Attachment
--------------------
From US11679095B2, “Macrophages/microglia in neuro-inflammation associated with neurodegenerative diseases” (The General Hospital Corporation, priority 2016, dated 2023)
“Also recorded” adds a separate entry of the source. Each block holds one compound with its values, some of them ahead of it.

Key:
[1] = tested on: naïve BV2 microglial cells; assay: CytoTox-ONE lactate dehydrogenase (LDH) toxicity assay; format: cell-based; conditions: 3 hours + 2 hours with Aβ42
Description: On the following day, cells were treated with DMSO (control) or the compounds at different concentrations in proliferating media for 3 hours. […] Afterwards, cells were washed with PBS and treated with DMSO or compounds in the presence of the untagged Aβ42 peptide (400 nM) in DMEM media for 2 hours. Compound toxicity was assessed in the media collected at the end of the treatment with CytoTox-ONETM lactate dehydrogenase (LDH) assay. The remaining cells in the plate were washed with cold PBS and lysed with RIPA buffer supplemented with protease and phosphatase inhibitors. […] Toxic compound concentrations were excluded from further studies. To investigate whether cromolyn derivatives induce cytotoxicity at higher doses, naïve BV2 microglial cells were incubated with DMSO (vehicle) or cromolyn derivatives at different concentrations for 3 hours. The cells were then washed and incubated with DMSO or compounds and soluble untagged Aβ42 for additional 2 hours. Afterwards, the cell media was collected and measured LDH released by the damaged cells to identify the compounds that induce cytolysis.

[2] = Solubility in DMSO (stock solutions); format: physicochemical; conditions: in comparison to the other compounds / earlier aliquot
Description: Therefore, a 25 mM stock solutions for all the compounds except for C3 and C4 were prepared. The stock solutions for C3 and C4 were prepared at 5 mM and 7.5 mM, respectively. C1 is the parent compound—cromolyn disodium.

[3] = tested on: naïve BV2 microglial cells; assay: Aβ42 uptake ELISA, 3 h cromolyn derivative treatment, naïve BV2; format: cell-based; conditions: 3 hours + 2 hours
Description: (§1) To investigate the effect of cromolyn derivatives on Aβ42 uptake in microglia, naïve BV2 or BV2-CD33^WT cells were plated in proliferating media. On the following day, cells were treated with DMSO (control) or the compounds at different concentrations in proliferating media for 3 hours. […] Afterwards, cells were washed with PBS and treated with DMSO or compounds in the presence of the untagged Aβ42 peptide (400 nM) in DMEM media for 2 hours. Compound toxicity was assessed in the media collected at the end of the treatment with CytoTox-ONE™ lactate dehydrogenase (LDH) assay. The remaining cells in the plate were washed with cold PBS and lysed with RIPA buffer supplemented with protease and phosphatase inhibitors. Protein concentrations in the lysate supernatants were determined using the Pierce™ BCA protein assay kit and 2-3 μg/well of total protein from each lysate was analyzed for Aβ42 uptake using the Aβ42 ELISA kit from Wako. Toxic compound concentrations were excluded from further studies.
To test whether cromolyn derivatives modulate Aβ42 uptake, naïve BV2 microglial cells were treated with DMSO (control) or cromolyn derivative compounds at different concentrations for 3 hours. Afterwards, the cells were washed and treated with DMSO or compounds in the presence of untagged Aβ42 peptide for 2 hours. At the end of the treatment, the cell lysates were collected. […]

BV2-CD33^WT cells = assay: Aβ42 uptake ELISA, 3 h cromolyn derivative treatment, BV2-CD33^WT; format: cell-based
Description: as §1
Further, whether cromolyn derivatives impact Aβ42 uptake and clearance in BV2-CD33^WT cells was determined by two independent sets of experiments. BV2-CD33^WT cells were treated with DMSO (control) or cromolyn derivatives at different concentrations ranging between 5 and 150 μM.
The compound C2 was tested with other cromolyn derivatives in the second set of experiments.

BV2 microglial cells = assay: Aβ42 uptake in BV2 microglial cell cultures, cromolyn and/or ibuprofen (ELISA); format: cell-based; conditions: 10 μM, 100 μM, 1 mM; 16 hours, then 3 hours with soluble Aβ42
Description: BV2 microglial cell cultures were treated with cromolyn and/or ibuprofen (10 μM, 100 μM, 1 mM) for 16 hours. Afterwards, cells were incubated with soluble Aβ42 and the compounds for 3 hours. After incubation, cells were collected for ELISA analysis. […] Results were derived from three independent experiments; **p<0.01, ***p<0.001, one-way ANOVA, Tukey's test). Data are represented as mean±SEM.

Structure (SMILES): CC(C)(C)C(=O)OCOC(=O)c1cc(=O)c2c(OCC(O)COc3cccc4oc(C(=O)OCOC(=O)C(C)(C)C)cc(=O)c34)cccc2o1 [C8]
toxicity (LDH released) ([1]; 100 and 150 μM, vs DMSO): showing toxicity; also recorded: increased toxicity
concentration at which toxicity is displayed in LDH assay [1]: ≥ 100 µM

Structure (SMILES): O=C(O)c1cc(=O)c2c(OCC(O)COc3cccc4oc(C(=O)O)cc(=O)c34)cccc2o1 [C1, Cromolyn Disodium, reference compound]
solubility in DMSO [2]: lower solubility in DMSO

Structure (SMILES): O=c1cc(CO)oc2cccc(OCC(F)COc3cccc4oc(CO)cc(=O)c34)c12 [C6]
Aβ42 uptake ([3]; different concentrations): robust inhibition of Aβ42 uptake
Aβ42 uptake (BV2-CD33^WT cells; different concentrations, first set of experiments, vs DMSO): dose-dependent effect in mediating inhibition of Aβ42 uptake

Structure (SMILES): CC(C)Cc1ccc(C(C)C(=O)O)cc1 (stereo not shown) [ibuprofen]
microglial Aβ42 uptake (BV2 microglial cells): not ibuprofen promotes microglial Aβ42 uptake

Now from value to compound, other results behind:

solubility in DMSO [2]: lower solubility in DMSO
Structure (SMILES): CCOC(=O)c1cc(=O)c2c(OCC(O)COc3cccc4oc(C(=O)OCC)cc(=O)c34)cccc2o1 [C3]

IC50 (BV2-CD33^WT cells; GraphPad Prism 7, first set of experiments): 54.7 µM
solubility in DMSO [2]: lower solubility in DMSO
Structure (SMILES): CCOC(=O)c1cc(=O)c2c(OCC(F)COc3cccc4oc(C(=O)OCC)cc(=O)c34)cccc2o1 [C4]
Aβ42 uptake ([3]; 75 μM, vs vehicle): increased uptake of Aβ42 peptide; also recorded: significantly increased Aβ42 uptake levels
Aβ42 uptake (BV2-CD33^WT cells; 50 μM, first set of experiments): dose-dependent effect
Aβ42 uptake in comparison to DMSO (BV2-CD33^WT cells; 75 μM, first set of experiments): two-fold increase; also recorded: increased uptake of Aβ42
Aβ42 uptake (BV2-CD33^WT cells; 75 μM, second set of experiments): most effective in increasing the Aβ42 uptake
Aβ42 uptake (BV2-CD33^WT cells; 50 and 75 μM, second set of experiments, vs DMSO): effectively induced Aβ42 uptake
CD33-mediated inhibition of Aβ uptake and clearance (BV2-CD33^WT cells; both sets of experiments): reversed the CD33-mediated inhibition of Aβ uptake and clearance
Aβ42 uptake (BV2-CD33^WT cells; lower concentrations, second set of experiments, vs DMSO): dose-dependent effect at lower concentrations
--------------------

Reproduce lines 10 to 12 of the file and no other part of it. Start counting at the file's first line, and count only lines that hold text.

To test whether cromolyn derivatives modulate Aβ42 uptake, naïve BV2 microglial cells were treated with DMSO (control) or cromolyn derivative compounds at different concentrations for 3 hours. Afterwards, the cells were washed and treated with DMSO or compounds in the presence of untagged Aβ42 peptide for 2 hours. At the end of the treatment, the cell lysates were collected. […]

BV2-CD33^WT cells = assay: Aβ42 uptake ELISA, 3 h cromolyn derivative treatment, BV2-CD33^WT; format: cell-based
Description: as §1